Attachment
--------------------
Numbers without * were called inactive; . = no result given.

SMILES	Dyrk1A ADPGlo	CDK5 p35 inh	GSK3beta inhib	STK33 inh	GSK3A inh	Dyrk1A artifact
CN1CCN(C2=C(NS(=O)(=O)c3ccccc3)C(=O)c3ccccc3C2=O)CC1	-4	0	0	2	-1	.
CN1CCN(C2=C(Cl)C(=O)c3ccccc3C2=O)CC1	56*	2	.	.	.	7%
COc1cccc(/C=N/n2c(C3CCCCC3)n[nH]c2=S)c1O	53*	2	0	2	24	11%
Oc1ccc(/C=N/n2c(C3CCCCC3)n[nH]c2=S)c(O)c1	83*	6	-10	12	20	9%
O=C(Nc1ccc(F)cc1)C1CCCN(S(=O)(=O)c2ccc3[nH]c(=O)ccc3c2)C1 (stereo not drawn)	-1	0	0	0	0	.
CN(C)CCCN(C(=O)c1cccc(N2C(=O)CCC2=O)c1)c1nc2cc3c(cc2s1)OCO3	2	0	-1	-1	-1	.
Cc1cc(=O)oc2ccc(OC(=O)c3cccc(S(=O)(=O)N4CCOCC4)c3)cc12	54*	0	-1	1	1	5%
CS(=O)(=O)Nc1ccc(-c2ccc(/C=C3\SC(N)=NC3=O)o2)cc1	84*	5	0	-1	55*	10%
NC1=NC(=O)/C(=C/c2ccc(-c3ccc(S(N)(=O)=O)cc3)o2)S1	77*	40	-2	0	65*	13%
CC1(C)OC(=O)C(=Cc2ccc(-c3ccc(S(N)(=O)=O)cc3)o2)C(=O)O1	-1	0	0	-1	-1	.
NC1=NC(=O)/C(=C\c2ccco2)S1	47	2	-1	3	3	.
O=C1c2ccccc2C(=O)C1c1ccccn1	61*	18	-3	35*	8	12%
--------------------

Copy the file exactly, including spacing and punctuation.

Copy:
Numbers without * were called inactive; . = no result given.

SMILES	Dyrk1A ADPGlo	CDK5 p35 inh	GSK3beta inhib	STK33 inh	GSK3A inh	Dyrk1A artifact
CN1CCN(C2=C(NS(=O)(=O)c3ccccc3)C(=O)c3ccccc3C2=O)CC1	-4	0	0	2	-1	.
CN1CCN(C2=C(Cl)C(=O)c3ccccc3C2=O)CC1	56*	2	.	.	.	7%
COc1cccc(/C=N/n2c(C3CCCCC3)n[nH]c2=S)c1O	53*	2	0	2	24	11%
Oc1ccc(/C=N/n2c(C3CCCCC3)n[nH]c2=S)c(O)c1	83*	6	-10	12	20	9%
O=C(Nc1ccc(F)cc1)C1CCCN(S(=O)(=O)c2ccc3[nH]c(=O)ccc3c2)C1 (stereo not drawn)	-1	0	0	0	0	.
CN(C)CCCN(C(=O)c1cccc(N2C(=O)CCC2=O)c1)c1nc2cc3c(cc2s1)OCO3	2	0	-1	-1	-1	.
Cc1cc(=O)oc2ccc(OC(=O)c3cccc(S(=O)(=O)N4CCOCC4)c3)cc12	54*	0	-1	1	1	5%
CS(=O)(=O)Nc1ccc(-c2ccc(/C=C3\SC(N)=NC3=O)o2)cc1	84*	5	0	-1	55*	10%
NC1=NC(=O)/C(=C/c2ccc(-c3ccc(S(N)(=O)=O)cc3)o2)S1	77*	40	-2	0	65*	13%
CC1(C)OC(=O)C(=Cc2ccc(-c3ccc(S(N)(=O)=O)cc3)o2)C(=O)O1	-1	0	0	-1	-1	.
NC1=NC(=O)/C(=C\c2ccco2)S1	47	2	-1	3	3	.
O=C1c2ccccc2C(=O)C1c1ccccn1	61*	18	-3	35*	8	12%